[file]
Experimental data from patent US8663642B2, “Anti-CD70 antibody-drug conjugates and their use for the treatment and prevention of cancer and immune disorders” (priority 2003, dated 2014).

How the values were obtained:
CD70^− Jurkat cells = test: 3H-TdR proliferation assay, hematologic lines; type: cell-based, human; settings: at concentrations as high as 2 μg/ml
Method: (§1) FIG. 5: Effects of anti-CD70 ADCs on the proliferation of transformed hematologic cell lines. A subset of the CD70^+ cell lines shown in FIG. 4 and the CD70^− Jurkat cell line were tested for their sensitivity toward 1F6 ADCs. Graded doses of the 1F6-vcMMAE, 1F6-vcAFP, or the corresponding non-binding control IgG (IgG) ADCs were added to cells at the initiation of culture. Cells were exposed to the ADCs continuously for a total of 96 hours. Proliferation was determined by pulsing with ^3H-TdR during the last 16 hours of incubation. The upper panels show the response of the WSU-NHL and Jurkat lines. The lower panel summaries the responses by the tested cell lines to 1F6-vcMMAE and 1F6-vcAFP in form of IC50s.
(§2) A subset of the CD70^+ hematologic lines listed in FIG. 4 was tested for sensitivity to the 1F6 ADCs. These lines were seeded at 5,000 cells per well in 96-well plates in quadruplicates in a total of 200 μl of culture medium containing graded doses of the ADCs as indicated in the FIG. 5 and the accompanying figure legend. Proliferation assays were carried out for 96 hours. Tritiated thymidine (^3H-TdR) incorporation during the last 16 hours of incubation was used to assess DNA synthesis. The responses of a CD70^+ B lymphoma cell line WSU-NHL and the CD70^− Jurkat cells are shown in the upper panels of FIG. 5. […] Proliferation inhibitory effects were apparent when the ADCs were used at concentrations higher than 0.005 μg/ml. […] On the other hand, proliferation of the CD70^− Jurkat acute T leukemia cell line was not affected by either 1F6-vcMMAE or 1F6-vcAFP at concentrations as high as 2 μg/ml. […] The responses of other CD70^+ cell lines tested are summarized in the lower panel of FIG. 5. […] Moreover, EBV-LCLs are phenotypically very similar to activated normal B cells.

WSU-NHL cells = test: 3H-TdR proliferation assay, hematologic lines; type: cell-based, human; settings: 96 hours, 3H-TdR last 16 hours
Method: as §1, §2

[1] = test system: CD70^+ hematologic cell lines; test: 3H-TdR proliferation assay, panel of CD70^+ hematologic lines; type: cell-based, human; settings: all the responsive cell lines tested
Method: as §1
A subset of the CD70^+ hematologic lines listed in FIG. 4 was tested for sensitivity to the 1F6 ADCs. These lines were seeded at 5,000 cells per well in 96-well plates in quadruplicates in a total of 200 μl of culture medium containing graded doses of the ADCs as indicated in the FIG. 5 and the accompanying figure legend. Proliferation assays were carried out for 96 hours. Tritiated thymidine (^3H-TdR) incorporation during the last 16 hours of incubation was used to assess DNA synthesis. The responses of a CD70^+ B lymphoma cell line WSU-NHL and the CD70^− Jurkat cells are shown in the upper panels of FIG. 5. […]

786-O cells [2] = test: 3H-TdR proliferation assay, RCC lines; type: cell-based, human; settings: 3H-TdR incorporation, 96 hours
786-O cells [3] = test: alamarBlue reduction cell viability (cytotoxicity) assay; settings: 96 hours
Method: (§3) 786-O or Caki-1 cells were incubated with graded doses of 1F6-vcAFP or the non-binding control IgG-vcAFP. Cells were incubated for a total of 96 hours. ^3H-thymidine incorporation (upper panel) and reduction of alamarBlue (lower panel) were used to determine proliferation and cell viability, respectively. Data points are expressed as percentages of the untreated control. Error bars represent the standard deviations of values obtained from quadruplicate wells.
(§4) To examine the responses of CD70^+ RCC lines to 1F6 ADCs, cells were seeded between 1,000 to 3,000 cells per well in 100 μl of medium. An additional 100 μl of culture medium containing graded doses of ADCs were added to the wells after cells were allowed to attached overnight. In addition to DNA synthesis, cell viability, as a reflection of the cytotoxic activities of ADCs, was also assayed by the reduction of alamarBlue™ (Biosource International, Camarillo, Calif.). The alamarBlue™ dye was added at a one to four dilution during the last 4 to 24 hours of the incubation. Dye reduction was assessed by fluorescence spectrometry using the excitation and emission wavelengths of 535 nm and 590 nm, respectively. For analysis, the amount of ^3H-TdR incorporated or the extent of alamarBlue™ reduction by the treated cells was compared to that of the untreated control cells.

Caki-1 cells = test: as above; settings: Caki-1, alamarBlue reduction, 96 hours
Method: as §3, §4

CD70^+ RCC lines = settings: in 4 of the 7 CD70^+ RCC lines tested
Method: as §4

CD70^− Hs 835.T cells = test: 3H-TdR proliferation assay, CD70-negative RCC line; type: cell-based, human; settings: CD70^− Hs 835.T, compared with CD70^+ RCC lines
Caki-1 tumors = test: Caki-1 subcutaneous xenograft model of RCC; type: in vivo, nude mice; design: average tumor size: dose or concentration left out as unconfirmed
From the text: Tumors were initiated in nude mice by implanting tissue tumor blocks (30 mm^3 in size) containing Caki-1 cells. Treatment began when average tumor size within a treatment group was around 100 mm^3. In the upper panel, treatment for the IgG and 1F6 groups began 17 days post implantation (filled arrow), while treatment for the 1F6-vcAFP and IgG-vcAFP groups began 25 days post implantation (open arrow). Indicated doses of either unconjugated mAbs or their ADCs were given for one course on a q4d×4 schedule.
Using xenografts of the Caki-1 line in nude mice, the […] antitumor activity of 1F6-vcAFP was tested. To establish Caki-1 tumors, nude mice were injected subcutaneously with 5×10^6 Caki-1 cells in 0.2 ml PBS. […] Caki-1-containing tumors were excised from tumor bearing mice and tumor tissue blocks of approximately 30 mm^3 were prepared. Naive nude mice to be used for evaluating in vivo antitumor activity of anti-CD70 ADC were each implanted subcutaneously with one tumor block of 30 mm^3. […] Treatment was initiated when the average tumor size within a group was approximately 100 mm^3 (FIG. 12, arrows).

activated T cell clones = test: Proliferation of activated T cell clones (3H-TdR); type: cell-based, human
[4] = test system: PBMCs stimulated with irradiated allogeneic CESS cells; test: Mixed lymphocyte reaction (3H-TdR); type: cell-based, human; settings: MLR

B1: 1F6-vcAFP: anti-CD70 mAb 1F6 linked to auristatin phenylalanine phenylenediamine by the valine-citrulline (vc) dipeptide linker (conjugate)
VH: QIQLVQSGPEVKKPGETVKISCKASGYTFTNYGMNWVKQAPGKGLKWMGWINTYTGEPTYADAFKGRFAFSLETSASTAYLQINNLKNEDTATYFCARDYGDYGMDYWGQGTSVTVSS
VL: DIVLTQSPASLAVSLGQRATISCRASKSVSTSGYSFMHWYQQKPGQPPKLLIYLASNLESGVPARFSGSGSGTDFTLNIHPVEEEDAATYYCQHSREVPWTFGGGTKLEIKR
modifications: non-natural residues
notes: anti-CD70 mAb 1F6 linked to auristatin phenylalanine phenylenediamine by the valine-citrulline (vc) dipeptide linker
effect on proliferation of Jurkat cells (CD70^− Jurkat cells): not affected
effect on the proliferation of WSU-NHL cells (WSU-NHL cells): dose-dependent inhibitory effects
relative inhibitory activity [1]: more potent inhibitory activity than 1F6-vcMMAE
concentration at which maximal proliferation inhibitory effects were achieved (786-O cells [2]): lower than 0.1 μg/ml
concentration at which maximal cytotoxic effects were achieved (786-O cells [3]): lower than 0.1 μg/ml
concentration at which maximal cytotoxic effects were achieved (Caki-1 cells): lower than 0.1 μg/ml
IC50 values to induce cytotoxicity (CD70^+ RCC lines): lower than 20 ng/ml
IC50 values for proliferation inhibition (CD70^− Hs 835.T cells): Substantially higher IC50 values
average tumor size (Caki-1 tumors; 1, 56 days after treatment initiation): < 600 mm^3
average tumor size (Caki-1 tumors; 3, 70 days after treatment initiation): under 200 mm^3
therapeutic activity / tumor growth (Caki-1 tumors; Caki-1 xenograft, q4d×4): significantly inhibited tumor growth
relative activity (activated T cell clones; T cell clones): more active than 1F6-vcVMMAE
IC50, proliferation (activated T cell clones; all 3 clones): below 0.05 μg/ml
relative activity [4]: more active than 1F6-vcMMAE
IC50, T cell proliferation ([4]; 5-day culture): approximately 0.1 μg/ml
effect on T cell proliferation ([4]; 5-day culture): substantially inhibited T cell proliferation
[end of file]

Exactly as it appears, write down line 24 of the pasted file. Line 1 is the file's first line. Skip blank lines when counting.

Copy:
[4] = test system: PBMCs stimulated with irradiated allogeneic CESS cells; test: Mixed lymphocyte reaction (3H-TdR); type: cell-based, human; settings: MLR